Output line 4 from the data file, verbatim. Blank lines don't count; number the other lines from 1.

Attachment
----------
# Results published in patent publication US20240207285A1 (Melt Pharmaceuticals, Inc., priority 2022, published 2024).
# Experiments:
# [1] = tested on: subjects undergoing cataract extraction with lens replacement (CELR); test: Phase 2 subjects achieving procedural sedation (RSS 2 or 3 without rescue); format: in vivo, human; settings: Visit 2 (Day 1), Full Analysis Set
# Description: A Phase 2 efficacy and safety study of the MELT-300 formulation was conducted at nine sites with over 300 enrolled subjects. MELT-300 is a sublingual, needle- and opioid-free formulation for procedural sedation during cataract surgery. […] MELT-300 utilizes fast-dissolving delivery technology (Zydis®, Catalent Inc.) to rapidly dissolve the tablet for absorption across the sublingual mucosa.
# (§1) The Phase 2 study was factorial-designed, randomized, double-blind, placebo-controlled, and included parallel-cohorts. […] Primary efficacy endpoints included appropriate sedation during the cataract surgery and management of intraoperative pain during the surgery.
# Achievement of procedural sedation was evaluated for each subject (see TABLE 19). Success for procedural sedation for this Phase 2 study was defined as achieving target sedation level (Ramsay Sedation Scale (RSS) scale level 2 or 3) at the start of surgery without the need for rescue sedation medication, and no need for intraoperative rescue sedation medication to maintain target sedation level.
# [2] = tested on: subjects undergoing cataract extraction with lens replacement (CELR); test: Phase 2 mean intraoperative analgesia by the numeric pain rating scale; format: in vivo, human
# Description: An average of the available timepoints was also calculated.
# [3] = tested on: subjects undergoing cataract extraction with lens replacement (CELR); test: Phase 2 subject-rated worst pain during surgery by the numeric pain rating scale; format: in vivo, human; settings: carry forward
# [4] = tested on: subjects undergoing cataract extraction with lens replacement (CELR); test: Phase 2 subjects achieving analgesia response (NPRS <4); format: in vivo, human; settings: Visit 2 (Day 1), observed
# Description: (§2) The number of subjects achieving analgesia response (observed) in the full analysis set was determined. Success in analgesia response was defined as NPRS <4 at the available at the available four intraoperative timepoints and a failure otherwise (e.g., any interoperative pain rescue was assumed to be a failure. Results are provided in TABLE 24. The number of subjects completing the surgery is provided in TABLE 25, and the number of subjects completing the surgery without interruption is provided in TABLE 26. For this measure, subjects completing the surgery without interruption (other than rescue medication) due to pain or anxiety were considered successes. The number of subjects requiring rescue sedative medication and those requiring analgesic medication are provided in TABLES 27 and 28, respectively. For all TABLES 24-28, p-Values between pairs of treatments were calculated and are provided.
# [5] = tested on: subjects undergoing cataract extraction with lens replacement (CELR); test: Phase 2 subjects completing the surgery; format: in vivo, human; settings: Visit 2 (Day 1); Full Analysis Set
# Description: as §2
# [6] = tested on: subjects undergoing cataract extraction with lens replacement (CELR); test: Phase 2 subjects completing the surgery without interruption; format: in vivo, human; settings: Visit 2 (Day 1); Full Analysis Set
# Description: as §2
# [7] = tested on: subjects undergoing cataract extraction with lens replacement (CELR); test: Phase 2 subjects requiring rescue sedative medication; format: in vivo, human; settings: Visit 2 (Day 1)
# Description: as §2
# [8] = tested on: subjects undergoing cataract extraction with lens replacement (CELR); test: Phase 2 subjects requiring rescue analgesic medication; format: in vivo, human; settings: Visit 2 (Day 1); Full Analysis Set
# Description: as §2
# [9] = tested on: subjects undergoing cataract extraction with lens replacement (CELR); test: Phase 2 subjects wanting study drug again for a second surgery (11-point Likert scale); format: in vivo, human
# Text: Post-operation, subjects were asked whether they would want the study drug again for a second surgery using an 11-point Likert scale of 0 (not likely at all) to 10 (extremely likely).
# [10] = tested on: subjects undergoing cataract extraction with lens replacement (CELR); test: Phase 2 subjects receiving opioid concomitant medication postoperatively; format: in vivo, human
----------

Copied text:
# Description: A Phase 2 efficacy and safety study of the MELT-300 formulation was conducted at nine sites with over 300 enrolled subjects. MELT-300 is a sublingual, needle- and opioid-free formulation for procedural sedation during cataract surgery. […] MELT-300 utilizes fast-dissolving delivery technology (Zydis®, Catalent Inc.) to rapidly dissolve the tablet for absorption across the sublingual mucosa.